Patrick Stroth: Hello there. I’m Patrick Stroth. Welcome to M&A Masters, where I speak with the leading experts in mergers and acquisitions, and we’re all about one thing here. That’s a clean exit for owners, founders, and their investors. Today I’m joined by Jacob Whitish from the United Kingdom’s Department for International Trade. Jacob serves as vice council for financial, professional, and business services.
The Department for International Trade helps UK businesses export and grow into global markets. They also help overseas companies locate and grow in the United Kingdom. Now, when I think about business growth, business expansion, I see two ways to get there. Either slowly through organic growth, or instantly through acquisition. And since we focus on M&A here, we’re a bit more biased in favor of the instant growth approach to doing things.
That’s why I asked Jacob to speak with me this afternoon to talk about opportunities for M&A. Not just with UK companies coming here, but also for US companies seeking targets in the United Kingdom. Good afternoon Jacob, welcome to M&A Masters.
Jacob Whitish: Thank you so much, Patrick. Great to be here and thanks for having me on.
Patrick Stroth: And I promise today, Jacob, this will be a Brexit-free zone. And before we get into all the fun stuff for the Department for International Trade, let’s get a little context for our listeners here. Tell us what brought you to this point in your career.
Jacob Whitish: Sure. It’s been a little bit of a winding route, but in all of the kind of weird different paths that I’ve taken, it all somehow added up perfectly to get me exactly where I needed to be. After college I worked in the state of Washington for the state level government, so got used to what it was like to be in these massive behemoth bureaucracies that is national politics and state level politics.
And from there I saw a lot of friends that were jumping into the tech sector. They were having a great time with different startups. A lot of fun. And I was looking a little envious, decided that I wanted to go over and figure out what was going on on that side of the fence, so to speak. And so taught myself some different tech skills. Ended up as a kind of country lead for a Canadian startup that was trying to get into the US market.
So ran all of the US operations, did all of our marketing campaign, and effectively was kind of the in-country CEO. From there went to another small FinTech startup as the very first employee after the founder, handling everything on the business side. And then after a little time there, went out on my own. Started my own company doing marketing strategy and advertising. Ran that for a while. Ton of fun. Ran it entirely distributed online. I was able to travel around the world with my then girlfriend at the time, now fiancé.
And that was a lot of fun, but eventually was starting to get a little bit burned out on the just kind of endless cycle of finding more and more clients, doing everything myself, and wanted to find something little bit different, something more interesting. And just kind of stumbled upon this job with the Department for International Trade. And it was the right weird mix of background of government service, startups, self-employed, to be able to do my job here very well.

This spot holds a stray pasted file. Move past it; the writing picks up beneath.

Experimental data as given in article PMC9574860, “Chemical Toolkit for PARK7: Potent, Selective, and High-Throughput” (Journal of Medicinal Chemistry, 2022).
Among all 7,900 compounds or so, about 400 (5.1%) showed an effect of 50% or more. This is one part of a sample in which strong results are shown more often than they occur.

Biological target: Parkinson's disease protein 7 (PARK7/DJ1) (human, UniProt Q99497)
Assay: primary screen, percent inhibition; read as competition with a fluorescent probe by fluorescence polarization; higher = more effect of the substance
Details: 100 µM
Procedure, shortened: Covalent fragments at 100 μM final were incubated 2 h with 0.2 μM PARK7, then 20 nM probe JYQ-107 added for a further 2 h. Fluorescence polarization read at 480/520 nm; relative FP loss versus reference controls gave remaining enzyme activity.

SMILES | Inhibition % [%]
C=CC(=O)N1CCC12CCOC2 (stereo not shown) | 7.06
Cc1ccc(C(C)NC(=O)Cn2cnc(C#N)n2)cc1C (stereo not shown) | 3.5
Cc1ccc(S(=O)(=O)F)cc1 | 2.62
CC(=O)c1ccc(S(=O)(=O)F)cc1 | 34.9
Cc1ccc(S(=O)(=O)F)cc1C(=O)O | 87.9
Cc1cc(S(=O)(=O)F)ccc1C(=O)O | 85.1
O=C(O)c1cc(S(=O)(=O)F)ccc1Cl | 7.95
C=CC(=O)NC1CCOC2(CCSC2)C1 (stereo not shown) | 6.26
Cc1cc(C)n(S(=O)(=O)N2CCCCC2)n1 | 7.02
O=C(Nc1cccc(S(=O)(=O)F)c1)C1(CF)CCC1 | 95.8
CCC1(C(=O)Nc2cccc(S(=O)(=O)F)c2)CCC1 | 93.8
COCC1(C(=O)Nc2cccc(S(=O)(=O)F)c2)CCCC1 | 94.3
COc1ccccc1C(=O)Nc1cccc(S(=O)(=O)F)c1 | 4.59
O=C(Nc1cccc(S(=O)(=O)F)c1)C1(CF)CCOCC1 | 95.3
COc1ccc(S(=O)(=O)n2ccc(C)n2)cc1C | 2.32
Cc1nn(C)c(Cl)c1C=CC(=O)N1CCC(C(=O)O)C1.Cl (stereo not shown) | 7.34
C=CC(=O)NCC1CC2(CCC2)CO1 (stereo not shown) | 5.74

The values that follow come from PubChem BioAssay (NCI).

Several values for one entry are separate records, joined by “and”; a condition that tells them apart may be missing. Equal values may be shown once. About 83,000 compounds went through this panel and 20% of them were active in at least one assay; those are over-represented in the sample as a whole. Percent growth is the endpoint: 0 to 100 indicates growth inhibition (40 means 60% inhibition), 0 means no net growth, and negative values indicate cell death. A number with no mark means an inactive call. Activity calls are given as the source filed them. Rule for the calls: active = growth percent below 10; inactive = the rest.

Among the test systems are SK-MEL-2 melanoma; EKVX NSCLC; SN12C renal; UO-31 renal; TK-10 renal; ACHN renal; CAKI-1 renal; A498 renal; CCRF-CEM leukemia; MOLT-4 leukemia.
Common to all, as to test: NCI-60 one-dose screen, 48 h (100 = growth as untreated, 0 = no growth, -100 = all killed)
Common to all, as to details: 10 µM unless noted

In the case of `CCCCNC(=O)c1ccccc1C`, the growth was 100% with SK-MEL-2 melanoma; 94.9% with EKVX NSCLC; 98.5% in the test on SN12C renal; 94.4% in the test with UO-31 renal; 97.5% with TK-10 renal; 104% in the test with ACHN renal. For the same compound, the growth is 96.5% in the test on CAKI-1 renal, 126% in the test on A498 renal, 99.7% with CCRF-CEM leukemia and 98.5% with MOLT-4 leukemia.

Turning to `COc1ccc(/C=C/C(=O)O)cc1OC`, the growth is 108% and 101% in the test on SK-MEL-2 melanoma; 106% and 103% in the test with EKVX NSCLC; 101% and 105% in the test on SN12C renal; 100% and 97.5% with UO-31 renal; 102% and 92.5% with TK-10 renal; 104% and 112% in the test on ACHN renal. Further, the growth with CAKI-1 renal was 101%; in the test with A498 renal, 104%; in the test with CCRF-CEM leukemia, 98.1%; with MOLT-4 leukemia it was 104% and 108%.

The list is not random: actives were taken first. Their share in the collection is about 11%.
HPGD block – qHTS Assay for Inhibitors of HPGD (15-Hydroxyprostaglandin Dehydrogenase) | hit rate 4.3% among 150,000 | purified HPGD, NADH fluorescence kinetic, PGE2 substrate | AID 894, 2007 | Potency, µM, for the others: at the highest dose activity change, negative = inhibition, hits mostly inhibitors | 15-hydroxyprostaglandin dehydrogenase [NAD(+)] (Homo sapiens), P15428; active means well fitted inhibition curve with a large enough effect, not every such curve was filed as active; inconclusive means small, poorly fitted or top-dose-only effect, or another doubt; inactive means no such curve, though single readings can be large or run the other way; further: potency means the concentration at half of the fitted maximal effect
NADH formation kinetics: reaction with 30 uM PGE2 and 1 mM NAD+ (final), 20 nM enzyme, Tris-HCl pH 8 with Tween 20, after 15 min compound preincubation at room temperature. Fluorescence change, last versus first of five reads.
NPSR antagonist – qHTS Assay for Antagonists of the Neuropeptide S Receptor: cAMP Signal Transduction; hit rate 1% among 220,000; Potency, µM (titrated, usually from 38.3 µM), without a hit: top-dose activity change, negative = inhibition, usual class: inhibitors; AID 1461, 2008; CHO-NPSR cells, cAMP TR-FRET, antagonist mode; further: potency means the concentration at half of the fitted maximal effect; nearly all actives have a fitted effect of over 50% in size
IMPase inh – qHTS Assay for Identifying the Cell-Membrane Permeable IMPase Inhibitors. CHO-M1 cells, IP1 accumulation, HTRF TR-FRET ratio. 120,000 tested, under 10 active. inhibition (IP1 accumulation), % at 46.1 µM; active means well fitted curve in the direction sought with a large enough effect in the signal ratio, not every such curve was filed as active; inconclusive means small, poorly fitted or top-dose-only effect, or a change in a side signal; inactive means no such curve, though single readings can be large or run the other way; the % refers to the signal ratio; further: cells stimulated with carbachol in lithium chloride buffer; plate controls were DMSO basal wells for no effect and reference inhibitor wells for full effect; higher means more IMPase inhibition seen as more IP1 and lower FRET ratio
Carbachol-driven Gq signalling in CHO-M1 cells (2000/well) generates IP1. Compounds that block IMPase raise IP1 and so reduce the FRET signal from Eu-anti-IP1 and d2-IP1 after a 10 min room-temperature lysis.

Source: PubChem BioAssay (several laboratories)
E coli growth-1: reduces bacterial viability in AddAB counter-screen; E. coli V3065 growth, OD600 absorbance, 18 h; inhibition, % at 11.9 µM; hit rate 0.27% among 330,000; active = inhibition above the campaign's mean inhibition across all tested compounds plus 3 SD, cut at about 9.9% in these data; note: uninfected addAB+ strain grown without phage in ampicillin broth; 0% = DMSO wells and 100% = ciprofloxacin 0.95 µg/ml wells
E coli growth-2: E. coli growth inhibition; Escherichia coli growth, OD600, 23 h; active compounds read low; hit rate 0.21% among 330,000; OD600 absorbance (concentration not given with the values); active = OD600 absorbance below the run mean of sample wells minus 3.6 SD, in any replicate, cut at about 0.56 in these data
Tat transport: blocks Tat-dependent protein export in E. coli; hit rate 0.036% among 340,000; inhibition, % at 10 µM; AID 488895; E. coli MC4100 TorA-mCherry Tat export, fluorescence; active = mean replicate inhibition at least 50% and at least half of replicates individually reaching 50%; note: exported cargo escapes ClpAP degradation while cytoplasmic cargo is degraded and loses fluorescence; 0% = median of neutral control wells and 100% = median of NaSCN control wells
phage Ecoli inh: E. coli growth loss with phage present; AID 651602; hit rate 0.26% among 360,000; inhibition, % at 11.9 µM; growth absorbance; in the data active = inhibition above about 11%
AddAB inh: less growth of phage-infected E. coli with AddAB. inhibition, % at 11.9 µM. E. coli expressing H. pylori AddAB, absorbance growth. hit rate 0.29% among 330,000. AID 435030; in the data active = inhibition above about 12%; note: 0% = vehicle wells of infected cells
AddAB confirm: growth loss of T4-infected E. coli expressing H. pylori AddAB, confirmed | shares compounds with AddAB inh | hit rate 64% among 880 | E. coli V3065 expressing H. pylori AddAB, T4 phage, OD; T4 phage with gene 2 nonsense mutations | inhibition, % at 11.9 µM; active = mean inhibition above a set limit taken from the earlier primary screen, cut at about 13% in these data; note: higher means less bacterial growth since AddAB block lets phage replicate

I work for a government, but at the end of the day I’m out there interacting with companies, founders, executives, all day long. So it’s kind of an interesting mix of both public and private sector.
Patrick Stroth: Well, when we think about international activity, cross-border M&A and so forth, we always initially think about it as it being instigated by a company A, usually a multinational or what could it be a multinational targeting company B. And it all stems from there.
It was interesting and refreshing to see that you’ve got a government controlled entity that is doing what they can to accelerate the process or assist there in domestic companies in that kind of expansion. That’s a great set of services that are available. Tell me about the mission for the Department for International Trade for the UK.
Jacob Whitish: Sure, absolutely. At the end of the day, my role is really to I guess primarily add economic value to the UK taxpayer. We’re entirely funded by taxpayers. We are a part of the actual government, so at the end of the day we have to be able to draw some line back to having provided value to the UK. Now, how we do that is a little bit more reform in terms of we can help companies expand internationally from the US to the UK, and thereby adding jobs into the UK. We can help UK companies grow into the US, and then therefore hopefully helping add more tax revenue back to the UK entity.
A lot of kind of playing matchmaker, introducing different people, doing some kind of upfront market research to help companies even understand if this is the right decision for them. One of the biggest things that I don’t ever want to see is a company that’s gung-ho on coming out here, spend all of the overall CAPEX and operational expenses and time, and just all of this energy to try and get into a new market, only to find out that it wasn’t the right market for them.
So hopefully upfront we can do a lot of things like helping out these companies just to figure out if this is even the right decision for them. And then if they decide it is, hopefully make that process a little bit easier through our networks, our connections, our just experience of watching companies do it over and over again.
Patrick Stroth: Almost like being a liaison. It’s an extension of the ambassadorship where they’re coming into an unfamiliar territory, you’ve got a presence here, and you can guide them and mentor them through the process that are unique to that geographic location.